“No,” he said, “And men never really grow up, either. Not even at my age. ”
Indeed. I believe him…I do.
Males are full of adventure and bounce from babyhood—as wild as young goats playing in the pasture. Girls are naturally more demure. There are baby dolls to be tended, and tea sets to arrange.
“You be the Daddy, and I’ll be the Mom, okay?” the girl says to the boy. He doesn’t hear. Her monologue gets louder. Stop-jumpin’-‘round-and-be-a good-Honey-to-me. Can’t you-be-a-good-Dad-to-these-babies? What’sa-matter-with-you!
Human beings can’t help themselves. The stage for conflict has been set long before birth. Couples will spend the rest of their days fighting about it. That is—if they don’t wise up.
Valentine’s Day rolls around each year. We grown-up little girls look longingly at the grown-up little boys. But they are still busy making noise and racing about seeking adventure. They want us to join them in their play. But we are busy with our own agendas. We have the table laid out with our tea sets and candles and flowers. The fireplace is crackling. Why can’t these boys stop racing around long enough to romance us? What’sa matter with them, anyway?
What’sa matter, indeed!
These boys aren’t going to change, ladies. They are the way the good Lord made them to be. Energetic. Easily distracted. By the time boys grow up enough to stop racing about, they are crotchety old men in rocking chairs. And what fun are they, then?
Our only real choice is clear. We must join them in their play. We must put away our tea sets and candles, and embark with them on their search for Never-Never Land….
It can be a rather wonderful journey, believe it or not.
Racing down the Missouri in a Jon boat, feeling the spray against your face and the wind in your hair. Driving the shady lanes and backroads. Hiking the trails, and pausing to watch a glorious sunset. Sitting by a campfire, and staring into the dancing flames.
There’s nothing more romantic than seeing a huge golden moon peek above the horizon. But a grown-up little girl seldom sees such a wondrous sight. She is in the stuffy house, arranging make-believe romance on the dining room table, waiting for her grown-up boy to join her by the crackling fireplace. She stands there, tapping her toe impatiently—waiting for her Peter Pan to come inside and join her.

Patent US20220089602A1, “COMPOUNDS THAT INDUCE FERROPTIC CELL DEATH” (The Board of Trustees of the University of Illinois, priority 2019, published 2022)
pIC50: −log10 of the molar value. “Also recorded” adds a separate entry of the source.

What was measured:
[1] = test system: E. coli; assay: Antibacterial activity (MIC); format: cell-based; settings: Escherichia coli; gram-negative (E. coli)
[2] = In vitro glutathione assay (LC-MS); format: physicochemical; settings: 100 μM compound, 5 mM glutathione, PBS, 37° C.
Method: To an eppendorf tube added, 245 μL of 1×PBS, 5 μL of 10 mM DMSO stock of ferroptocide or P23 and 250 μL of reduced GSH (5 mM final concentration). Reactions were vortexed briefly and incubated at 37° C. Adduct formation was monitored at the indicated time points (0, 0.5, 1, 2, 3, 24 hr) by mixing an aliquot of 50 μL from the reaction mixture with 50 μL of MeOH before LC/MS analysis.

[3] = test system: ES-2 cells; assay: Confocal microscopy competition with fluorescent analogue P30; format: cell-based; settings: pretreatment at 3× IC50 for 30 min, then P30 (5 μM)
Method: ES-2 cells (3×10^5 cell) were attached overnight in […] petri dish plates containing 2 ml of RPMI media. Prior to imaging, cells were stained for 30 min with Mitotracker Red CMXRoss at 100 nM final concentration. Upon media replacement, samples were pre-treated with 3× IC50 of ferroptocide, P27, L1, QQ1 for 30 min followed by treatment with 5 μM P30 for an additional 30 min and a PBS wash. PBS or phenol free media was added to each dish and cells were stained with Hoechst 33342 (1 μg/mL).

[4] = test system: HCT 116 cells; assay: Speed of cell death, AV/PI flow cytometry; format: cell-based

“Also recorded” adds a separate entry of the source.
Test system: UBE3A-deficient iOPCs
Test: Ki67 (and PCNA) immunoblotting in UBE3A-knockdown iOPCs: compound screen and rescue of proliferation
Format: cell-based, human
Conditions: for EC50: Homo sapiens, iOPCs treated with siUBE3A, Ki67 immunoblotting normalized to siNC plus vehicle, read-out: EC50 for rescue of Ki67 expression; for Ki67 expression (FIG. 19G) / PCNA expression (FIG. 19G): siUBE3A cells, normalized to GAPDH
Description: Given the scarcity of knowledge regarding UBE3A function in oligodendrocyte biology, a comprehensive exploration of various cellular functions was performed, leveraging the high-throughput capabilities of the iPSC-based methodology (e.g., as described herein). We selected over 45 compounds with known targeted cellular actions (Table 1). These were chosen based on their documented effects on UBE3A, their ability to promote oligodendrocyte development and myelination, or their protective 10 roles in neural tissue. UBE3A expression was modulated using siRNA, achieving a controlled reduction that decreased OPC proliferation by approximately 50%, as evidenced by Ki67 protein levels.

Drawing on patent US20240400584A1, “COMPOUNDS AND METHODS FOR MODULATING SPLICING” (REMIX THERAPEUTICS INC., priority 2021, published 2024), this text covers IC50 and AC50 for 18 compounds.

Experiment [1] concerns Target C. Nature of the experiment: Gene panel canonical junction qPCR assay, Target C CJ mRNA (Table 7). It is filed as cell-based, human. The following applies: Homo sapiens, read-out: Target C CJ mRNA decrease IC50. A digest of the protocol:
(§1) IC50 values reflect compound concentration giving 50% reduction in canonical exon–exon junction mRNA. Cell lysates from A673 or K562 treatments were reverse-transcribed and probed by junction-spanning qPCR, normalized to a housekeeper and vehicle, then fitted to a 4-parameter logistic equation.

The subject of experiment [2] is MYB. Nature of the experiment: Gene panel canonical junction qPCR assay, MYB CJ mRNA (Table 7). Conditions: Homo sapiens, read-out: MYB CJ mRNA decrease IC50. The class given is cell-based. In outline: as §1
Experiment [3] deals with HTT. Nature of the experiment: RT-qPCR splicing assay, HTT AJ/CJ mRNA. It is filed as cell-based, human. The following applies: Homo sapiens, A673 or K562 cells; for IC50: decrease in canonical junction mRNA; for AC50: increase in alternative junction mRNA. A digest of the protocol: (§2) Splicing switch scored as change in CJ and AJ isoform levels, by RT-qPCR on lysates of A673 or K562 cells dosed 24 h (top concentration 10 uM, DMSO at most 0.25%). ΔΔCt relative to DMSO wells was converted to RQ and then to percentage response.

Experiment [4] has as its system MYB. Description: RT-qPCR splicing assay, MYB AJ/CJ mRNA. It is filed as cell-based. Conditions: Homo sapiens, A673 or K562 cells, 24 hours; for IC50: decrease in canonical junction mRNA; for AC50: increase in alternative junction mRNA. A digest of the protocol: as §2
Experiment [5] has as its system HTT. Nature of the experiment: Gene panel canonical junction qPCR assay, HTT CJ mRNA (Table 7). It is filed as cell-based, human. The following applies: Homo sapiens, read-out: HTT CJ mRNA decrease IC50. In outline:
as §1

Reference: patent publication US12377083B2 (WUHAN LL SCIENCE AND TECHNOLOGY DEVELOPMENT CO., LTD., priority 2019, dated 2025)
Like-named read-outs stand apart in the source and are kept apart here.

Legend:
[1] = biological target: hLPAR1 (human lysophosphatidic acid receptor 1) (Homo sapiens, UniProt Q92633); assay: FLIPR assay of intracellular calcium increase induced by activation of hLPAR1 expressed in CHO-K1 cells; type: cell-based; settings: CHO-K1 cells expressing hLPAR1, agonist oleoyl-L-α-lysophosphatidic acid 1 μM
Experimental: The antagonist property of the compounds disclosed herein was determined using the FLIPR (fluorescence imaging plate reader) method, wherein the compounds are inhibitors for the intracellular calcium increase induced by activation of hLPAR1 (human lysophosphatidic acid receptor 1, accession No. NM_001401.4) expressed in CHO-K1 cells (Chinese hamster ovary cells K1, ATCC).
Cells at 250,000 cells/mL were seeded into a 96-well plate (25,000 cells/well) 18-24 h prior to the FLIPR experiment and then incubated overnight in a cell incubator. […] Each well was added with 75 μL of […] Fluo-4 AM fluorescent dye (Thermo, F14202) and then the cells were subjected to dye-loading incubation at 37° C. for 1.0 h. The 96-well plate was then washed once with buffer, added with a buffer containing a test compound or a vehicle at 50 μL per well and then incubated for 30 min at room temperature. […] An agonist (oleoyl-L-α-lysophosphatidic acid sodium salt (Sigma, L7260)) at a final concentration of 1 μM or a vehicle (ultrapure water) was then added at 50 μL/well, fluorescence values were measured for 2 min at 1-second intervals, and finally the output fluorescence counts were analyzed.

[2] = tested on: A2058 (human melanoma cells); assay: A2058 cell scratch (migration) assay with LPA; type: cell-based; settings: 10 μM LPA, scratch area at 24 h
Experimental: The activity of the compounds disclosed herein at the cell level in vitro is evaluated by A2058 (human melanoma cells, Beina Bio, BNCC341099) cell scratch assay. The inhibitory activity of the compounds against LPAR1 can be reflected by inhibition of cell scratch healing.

Outdoors, the grown-up boy stands gazing in awe at the rising moon…a great luminous ship that’s ready to transport him to Never-Never Land along with his loving Wendy.
But somehow, Peter Pan and Wendy never learn to meet each others’ needs, and so the Battle of the Sexes goes on…and on and on. The lovers make each other walk the plank day after day. There are verbal sword fights. Jealousies arise and circle about their heads like a sprightly Tinkerbell. And all the while, the noisy clock inside of their marital Crocodile ticks off the final moments of their discontented lives.
What is it about humans that make us yearn for companionship and romance? Why do people spend their entire lives looking for a soul mate—praying for the perfect companion—only to die embittered and alone…marooned on an island of heartbreak—separated from love by miles of tangled emotions and debris. Beached relationships. Shipwrecked lives. Forever lost in a strange Never-Never Land.
I’ve done a lot of thinking about such matters as we approach Valentine’s Day…I really have. And you know, my dear readers…I’ve come to one conclusion. After my long and tedious search for answers, my conclusion is this: I dunno, folks. I dunno.
I guess I’ll just have to go back and talk to Josephine and Arvin, and wise
Mr. Austin. Somehow, I think the old timers have the answers. It may have taken them three-quarters of a century to get there…but at least they’ve arrived.
Just think. I only have another quarter century to go….